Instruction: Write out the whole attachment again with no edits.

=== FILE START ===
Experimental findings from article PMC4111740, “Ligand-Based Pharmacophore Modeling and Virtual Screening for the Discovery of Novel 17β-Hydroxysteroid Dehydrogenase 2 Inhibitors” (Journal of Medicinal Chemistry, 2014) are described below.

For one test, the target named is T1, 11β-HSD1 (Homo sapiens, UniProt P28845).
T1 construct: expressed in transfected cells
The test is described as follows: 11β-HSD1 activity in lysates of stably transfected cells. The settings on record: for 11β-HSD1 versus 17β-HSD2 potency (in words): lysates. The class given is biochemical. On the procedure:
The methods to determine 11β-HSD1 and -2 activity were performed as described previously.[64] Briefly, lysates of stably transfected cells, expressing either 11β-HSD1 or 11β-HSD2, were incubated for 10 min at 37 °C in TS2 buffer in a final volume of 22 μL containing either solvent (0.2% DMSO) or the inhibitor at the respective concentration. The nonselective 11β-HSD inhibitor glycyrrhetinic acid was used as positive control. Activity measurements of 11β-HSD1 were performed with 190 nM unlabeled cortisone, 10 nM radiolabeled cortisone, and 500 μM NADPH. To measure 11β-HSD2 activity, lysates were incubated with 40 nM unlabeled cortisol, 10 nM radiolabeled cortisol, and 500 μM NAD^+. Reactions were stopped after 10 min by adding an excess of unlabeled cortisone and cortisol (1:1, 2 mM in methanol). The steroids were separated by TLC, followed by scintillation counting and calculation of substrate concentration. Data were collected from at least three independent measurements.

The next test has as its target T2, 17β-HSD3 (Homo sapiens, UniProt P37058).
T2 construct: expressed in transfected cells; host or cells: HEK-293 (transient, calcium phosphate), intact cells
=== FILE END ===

Experimental findings from article PMC4111740, “Ligand-Based Pharmacophore Modeling and Virtual Screening for the Discovery of Novel 17β-Hydroxysteroid Dehydrogenase 2 Inhibitors” (Journal of Medicinal Chemistry, 2014) are described below.

For one test, the target named is T1, 11β-HSD1 (Homo sapiens, UniProt P28845).
T1 construct: expressed in transfected cells
The test is described as follows: 11β-HSD1 activity in lysates of stably transfected cells. The settings on record: for 11β-HSD1 versus 17β-HSD2 potency (in words): lysates. The class given is biochemical. On the procedure:
The methods to determine 11β-HSD1 and -2 activity were performed as described previously.[64] Briefly, lysates of stably transfected cells, expressing either 11β-HSD1 or 11β-HSD2, were incubated for 10 min at 37 °C in TS2 buffer in a final volume of 22 μL containing either solvent (0.2% DMSO) or the inhibitor at the respective concentration. The nonselective 11β-HSD inhibitor glycyrrhetinic acid was used as positive control. Activity measurements of 11β-HSD1 were performed with 190 nM unlabeled cortisone, 10 nM radiolabeled cortisone, and 500 μM NADPH. To measure 11β-HSD2 activity, lysates were incubated with 40 nM unlabeled cortisol, 10 nM radiolabeled cortisol, and 500 μM NAD^+. Reactions were stopped after 10 min by adding an excess of unlabeled cortisone and cortisol (1:1, 2 mM in methanol). The steroids were separated by TLC, followed by scintillation counting and calculation of substrate concentration. Data were collected from at least three independent measurements.

The next test has as its target T2, 17β-HSD3 (Homo sapiens, UniProt P37058).
T2 construct: expressed in transfected cells; host or cells: HEK-293 (transient, calcium phosphate), intact cells